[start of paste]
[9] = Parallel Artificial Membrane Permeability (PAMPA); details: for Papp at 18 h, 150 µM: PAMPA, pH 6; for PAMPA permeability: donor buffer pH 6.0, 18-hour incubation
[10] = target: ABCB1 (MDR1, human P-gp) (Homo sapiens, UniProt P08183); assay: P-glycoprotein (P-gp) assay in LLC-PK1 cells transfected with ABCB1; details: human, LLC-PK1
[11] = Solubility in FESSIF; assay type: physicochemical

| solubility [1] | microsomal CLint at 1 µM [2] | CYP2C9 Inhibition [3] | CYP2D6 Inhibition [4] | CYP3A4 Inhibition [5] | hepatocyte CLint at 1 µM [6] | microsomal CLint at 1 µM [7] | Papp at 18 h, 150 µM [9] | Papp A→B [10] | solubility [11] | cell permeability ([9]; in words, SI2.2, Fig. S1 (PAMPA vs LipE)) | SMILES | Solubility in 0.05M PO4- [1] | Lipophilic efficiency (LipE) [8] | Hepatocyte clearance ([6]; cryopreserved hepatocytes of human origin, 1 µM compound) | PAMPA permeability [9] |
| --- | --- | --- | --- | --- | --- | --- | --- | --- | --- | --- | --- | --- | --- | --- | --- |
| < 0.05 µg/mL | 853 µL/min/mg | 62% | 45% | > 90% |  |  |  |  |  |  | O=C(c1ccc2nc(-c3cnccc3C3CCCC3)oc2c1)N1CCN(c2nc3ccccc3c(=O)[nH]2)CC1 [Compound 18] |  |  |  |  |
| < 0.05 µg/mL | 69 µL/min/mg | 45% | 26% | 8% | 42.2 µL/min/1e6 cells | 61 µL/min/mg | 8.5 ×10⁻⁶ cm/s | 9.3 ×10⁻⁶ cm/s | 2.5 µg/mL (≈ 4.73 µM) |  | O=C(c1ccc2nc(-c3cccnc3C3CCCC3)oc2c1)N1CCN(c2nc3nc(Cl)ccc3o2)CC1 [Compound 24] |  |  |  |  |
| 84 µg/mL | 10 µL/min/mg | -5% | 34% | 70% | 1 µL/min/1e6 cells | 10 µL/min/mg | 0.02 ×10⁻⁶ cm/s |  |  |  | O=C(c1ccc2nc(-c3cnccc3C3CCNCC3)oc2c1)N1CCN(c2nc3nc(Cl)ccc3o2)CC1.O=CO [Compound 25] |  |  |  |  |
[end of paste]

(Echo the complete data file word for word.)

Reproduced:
[9] = Parallel Artificial Membrane Permeability (PAMPA); details: for Papp at 18 h, 150 µM: PAMPA, pH 6; for PAMPA permeability: donor buffer pH 6.0, 18-hour incubation
[10] = target: ABCB1 (MDR1, human P-gp) (Homo sapiens, UniProt P08183); assay: P-glycoprotein (P-gp) assay in LLC-PK1 cells transfected with ABCB1; details: human, LLC-PK1
[11] = Solubility in FESSIF; assay type: physicochemical

| solubility [1] | microsomal CLint at 1 µM [2] | CYP2C9 Inhibition [3] | CYP2D6 Inhibition [4] | CYP3A4 Inhibition [5] | hepatocyte CLint at 1 µM [6] | microsomal CLint at 1 µM [7] | Papp at 18 h, 150 µM [9] | Papp A→B [10] | solubility [11] | cell permeability ([9]; in words, SI2.2, Fig. S1 (PAMPA vs LipE)) | SMILES | Solubility in 0.05M PO4- [1] | Lipophilic efficiency (LipE) [8] | Hepatocyte clearance ([6]; cryopreserved hepatocytes of human origin, 1 µM compound) | PAMPA permeability [9] |
| --- | --- | --- | --- | --- | --- | --- | --- | --- | --- | --- | --- | --- | --- | --- | --- |
| < 0.05 µg/mL | 853 µL/min/mg | 62% | 45% | > 90% |  |  |  |  |  |  | O=C(c1ccc2nc(-c3cnccc3C3CCCC3)oc2c1)N1CCN(c2nc3ccccc3c(=O)[nH]2)CC1 [Compound 18] |  |  |  |  |
| < 0.05 µg/mL | 69 µL/min/mg | 45% | 26% | 8% | 42.2 µL/min/1e6 cells | 61 µL/min/mg | 8.5 ×10⁻⁶ cm/s | 9.3 ×10⁻⁶ cm/s | 2.5 µg/mL (≈ 4.73 µM) |  | O=C(c1ccc2nc(-c3cccnc3C3CCCC3)oc2c1)N1CCN(c2nc3nc(Cl)ccc3o2)CC1 [Compound 24] |  |  |  |  |
| 84 µg/mL | 10 µL/min/mg | -5% | 34% | 70% | 1 µL/min/1e6 cells | 10 µL/min/mg | 0.02 ×10⁻⁶ cm/s |  |  |  | O=C(c1ccc2nc(-c3cnccc3C3CCNCC3)oc2c1)N1CCN(c2nc3nc(Cl)ccc3o2)CC1.O=CO [Compound 25] |  |  |  |  |